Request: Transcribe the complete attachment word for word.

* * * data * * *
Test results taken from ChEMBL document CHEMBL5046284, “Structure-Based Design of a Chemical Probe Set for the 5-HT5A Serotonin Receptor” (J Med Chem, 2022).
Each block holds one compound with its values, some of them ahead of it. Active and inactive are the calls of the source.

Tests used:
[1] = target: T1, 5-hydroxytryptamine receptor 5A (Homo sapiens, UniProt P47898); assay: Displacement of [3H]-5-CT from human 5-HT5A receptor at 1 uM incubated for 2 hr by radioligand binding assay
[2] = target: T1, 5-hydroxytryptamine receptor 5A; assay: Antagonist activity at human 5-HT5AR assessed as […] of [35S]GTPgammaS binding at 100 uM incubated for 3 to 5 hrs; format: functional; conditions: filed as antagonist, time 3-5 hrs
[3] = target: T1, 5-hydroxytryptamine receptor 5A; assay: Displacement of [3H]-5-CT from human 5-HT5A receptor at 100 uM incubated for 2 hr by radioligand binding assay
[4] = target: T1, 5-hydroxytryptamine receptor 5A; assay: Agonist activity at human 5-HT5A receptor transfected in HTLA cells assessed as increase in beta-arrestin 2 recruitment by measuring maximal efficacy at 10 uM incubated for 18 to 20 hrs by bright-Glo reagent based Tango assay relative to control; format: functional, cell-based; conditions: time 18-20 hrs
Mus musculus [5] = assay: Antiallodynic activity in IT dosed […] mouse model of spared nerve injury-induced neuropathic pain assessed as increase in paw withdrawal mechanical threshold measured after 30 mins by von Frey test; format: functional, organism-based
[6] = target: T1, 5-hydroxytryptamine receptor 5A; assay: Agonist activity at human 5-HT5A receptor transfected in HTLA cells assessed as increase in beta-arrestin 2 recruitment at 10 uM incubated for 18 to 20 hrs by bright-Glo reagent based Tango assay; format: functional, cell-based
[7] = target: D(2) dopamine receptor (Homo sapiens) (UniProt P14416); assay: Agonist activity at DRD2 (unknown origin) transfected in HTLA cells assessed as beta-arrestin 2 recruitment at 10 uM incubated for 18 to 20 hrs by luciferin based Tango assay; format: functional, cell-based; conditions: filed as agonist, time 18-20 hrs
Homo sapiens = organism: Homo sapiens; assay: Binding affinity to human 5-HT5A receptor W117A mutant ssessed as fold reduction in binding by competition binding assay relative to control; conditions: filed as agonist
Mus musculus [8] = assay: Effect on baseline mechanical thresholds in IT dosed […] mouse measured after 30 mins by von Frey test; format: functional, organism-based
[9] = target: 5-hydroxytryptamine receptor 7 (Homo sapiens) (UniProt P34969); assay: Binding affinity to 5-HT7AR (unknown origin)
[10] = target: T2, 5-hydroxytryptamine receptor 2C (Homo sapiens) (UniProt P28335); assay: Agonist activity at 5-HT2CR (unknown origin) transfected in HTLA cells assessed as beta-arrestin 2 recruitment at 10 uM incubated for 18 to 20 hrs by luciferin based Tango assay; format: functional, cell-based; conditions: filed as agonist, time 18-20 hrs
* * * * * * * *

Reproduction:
Test results taken from ChEMBL document CHEMBL5046284, “Structure-Based Design of a Chemical Probe Set for the 5-HT5A Serotonin Receptor” (J Med Chem, 2022).
Each block holds one compound with its values, some of them ahead of it. Active and inactive are the calls of the source.

Tests used:
[1] = target: T1, 5-hydroxytryptamine receptor 5A (Homo sapiens, UniProt P47898); assay: Displacement of [3H]-5-CT from human 5-HT5A receptor at 1 uM incubated for 2 hr by radioligand binding assay
[2] = target: T1, 5-hydroxytryptamine receptor 5A; assay: Antagonist activity at human 5-HT5AR assessed as […] of [35S]GTPgammaS binding at 100 uM incubated for 3 to 5 hrs; format: functional; conditions: filed as antagonist, time 3-5 hrs
[3] = target: T1, 5-hydroxytryptamine receptor 5A; assay: Displacement of [3H]-5-CT from human 5-HT5A receptor at 100 uM incubated for 2 hr by radioligand binding assay
[4] = target: T1, 5-hydroxytryptamine receptor 5A; assay: Agonist activity at human 5-HT5A receptor transfected in HTLA cells assessed as increase in beta-arrestin 2 recruitment by measuring maximal efficacy at 10 uM incubated for 18 to 20 hrs by bright-Glo reagent based Tango assay relative to control; format: functional, cell-based; conditions: time 18-20 hrs
Mus musculus [5] = assay: Antiallodynic activity in IT dosed […] mouse model of spared nerve injury-induced neuropathic pain assessed as increase in paw withdrawal mechanical threshold measured after 30 mins by von Frey test; format: functional, organism-based
[6] = target: T1, 5-hydroxytryptamine receptor 5A; assay: Agonist activity at human 5-HT5A receptor transfected in HTLA cells assessed as increase in beta-arrestin 2 recruitment at 10 uM incubated for 18 to 20 hrs by bright-Glo reagent based Tango assay; format: functional, cell-based
[7] = target: D(2) dopamine receptor (Homo sapiens) (UniProt P14416); assay: Agonist activity at DRD2 (unknown origin) transfected in HTLA cells assessed as beta-arrestin 2 recruitment at 10 uM incubated for 18 to 20 hrs by luciferin based Tango assay; format: functional, cell-based; conditions: filed as agonist, time 18-20 hrs
Homo sapiens = organism: Homo sapiens; assay: Binding affinity to human 5-HT5A receptor W117A mutant ssessed as fold reduction in binding by competition binding assay relative to control; conditions: filed as agonist
Mus musculus [8] = assay: Effect on baseline mechanical thresholds in IT dosed […] mouse measured after 30 mins by von Frey test; format: functional, organism-based
[9] = target: 5-hydroxytryptamine receptor 7 (Homo sapiens) (UniProt P34969); assay: Binding affinity to 5-HT7AR (unknown origin)
[10] = target: T2, 5-hydroxytryptamine receptor 2C (Homo sapiens) (UniProt P28335); assay: Agonist activity at 5-HT2CR (unknown origin) transfected in HTLA cells assessed as beta-arrestin 2 recruitment at 10 uM incubated for 18 to 20 hrs by luciferin based Tango assay; format: functional, cell-based; conditions: filed as agonist, time 18-20 hrs